To determine CES, organizations are looking at data across multiple channels, from in-branch interactions to social postings, to determine just how difficult it is for customers to interact with your brand. Of course, various points of the journey will have varying scores. Therefore, it is possible to have very low scores in some parts of your journey and very high scores in other parts. In any case, it’s important to determine the level of friction in various sales and marketing channels.

    CES should be used to determine how much friction there is over the course of the buyer’s journey. A high CES can explain low customer acquisition rates and high amounts of customer churn. Your goal should be to have the lowest CES possible, meaning prospects moving through your buyer’s journey face an easy and painless process.

6. Bounce Rate

Bounce rate is the percentage of visitors to your website who navigate away without clicking on anything. A high bounce rate means that more people are not interested in the content on the page. Bounce rate is an important metric to analyze because it shows the percentage of visitors who show a lack of interest in your website. There are a few factors that may contribute to a higher bounce rate, but regardless of the cause, you do not want visitors bouncing from your site.

One explanation for a high bounce rate would be a lack of content on the website. If nothing is interesting to click (or nothing at all), many visitors will try to find their information elsewhere. That likely means they will go to a competitors website.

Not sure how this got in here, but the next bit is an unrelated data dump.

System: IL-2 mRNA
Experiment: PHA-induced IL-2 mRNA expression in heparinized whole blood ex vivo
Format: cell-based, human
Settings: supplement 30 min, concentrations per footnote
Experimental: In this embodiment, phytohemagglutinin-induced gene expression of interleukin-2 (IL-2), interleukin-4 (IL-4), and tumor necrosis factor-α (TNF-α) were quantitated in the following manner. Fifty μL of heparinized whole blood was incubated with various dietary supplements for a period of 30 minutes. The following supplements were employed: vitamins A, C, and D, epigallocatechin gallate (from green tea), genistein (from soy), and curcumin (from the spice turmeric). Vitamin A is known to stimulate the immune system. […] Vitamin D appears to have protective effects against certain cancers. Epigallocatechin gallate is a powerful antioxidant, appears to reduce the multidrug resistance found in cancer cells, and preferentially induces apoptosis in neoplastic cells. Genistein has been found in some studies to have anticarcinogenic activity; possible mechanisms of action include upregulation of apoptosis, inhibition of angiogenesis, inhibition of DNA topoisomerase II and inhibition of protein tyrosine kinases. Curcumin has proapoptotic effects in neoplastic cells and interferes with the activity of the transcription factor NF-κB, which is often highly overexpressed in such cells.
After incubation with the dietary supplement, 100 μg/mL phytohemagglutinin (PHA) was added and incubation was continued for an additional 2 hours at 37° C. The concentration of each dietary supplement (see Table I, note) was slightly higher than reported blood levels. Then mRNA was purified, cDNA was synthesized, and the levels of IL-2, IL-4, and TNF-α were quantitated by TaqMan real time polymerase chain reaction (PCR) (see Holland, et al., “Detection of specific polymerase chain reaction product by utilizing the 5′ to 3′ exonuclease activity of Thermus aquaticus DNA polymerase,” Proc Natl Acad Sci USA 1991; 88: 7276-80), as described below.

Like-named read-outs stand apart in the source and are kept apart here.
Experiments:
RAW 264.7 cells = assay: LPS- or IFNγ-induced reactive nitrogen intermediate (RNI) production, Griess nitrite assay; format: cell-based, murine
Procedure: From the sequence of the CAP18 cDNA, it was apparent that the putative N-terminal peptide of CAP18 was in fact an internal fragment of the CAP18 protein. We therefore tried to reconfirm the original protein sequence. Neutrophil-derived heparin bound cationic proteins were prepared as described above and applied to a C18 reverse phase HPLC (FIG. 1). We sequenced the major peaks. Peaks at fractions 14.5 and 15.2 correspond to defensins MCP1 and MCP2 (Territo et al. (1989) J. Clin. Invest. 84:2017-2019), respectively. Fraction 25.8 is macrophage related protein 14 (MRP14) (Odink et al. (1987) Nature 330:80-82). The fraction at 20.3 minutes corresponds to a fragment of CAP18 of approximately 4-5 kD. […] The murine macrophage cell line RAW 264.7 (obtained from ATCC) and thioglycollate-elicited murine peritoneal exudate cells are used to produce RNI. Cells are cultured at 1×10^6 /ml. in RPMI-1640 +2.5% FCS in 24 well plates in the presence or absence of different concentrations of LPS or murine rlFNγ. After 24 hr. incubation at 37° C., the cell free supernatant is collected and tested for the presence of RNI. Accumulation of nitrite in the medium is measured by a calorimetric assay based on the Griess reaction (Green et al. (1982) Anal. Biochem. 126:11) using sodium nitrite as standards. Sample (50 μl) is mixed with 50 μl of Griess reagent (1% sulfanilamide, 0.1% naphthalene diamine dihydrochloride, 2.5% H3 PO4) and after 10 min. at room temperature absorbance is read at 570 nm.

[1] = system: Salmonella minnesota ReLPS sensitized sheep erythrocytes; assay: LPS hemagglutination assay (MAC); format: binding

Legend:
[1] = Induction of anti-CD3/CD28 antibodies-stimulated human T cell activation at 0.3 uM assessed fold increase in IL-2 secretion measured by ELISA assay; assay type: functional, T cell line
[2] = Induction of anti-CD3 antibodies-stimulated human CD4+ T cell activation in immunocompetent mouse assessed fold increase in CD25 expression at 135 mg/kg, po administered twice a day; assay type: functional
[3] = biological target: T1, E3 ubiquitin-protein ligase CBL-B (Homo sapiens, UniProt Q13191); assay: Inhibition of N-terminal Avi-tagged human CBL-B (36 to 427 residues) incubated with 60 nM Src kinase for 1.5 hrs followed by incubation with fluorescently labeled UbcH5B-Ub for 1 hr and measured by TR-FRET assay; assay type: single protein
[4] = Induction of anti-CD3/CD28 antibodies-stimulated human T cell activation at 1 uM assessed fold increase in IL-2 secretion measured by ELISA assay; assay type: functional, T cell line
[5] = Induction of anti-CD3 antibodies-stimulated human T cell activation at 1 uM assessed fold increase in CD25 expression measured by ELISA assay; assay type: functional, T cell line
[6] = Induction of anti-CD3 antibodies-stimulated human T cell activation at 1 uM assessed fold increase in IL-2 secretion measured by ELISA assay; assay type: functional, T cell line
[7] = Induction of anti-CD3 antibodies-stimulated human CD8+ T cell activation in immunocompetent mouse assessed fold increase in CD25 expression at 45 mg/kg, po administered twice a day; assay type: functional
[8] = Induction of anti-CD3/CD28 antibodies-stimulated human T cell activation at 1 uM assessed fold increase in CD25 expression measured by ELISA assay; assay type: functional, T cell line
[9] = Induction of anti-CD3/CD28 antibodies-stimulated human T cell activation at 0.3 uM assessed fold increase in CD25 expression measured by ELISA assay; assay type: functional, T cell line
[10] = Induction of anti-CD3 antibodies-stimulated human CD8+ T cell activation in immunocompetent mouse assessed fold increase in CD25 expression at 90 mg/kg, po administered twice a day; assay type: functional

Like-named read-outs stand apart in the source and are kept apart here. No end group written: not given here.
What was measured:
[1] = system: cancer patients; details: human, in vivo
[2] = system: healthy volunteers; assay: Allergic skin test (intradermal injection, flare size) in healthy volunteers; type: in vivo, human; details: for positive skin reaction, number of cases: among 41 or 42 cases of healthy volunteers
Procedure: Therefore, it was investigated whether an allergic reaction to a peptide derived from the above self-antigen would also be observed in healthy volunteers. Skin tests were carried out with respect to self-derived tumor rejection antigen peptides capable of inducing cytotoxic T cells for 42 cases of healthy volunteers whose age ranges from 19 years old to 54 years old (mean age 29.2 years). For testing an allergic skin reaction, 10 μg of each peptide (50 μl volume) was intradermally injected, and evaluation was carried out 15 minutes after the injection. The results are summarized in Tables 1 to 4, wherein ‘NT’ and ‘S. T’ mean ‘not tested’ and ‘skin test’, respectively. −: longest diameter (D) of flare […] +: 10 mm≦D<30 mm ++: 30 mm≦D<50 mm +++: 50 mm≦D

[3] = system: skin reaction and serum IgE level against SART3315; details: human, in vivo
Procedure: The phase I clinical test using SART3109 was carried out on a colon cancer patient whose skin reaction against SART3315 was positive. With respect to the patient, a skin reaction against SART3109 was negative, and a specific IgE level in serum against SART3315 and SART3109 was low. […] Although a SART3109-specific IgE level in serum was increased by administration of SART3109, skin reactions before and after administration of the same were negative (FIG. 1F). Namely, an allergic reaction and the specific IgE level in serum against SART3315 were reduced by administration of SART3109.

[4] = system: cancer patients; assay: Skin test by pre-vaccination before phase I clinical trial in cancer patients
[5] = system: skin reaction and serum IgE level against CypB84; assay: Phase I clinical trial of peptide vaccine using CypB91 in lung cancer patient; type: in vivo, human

Another explanation for a high bounce rate could be a poorly designed website. If the visitor cannot determine how to navigate through your site, and as a result, they will leave. A high bounce rate means you are not engaging visitors, and changes need to be made to your digital properties.


Many metrics can be used as performance indicators that speak to the quality of your customer experience. You should use a combination of metrics to gauge the success of your customer experience initiatives. No one metric is “bulletproof,” they all have their strengths and weaknesses. Therefore, metrics need to be tailored to a specific business activity. For example, some metrics are purely for digital channels; others are designed specifically for one platform. Other KPIs can be applied across an entire omnichannel experience. It’s up to you to decide which ones are most relevant for your business and track those metrics accordingly.

Monitoring KPIs should be done to gain an understanding of how your customers perceive their experience. Above all, you should use the information to determine how you can improve your customer experience.

What do you think the most useful KPIs of customer experience are? Let us know on Twitter @VeridayHQ and follow us on LinkedIn! As always, thank you for reading, have a great day! In a previous post: Metrics to Measure Online Success we looked at performance indicators that measure online engagement.